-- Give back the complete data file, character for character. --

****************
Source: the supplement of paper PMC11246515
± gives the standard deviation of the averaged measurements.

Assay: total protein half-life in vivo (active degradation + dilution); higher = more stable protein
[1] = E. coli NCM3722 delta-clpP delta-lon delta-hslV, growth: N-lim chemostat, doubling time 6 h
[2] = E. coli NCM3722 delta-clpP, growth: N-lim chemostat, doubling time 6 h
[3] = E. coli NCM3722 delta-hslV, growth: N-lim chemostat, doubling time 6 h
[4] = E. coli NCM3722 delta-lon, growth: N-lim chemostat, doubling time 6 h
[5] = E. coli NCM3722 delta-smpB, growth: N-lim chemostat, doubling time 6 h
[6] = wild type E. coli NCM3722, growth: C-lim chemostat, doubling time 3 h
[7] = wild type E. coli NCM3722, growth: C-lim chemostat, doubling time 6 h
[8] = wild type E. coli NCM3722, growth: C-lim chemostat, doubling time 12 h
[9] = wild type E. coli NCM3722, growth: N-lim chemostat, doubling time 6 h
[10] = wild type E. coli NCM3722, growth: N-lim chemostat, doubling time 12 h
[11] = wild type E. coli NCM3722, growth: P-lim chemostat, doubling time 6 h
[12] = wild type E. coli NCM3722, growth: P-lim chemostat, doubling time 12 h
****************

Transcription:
Source: the supplement of paper PMC11246515
± gives the standard deviation of the averaged measurements.

Assay: total protein half-life in vivo (active degradation + dilution); higher = more stable protein
[1] = E. coli NCM3722 delta-clpP delta-lon delta-hslV, growth: N-lim chemostat, doubling time 6 h
[2] = E. coli NCM3722 delta-clpP, growth: N-lim chemostat, doubling time 6 h
[3] = E. coli NCM3722 delta-hslV, growth: N-lim chemostat, doubling time 6 h
[4] = E. coli NCM3722 delta-lon, growth: N-lim chemostat, doubling time 6 h
[5] = E. coli NCM3722 delta-smpB, growth: N-lim chemostat, doubling time 6 h
[6] = wild type E. coli NCM3722, growth: C-lim chemostat, doubling time 3 h
[7] = wild type E. coli NCM3722, growth: C-lim chemostat, doubling time 6 h
[8] = wild type E. coli NCM3722, growth: C-lim chemostat, doubling time 12 h
[9] = wild type E. coli NCM3722, growth: N-lim chemostat, doubling time 6 h
[10] = wild type E. coli NCM3722, growth: N-lim chemostat, doubling time 12 h
[11] = wild type E. coli NCM3722, growth: P-lim chemostat, doubling time 6 h
[12] = wild type E. coli NCM3722, growth: P-lim chemostat, doubling time 12 h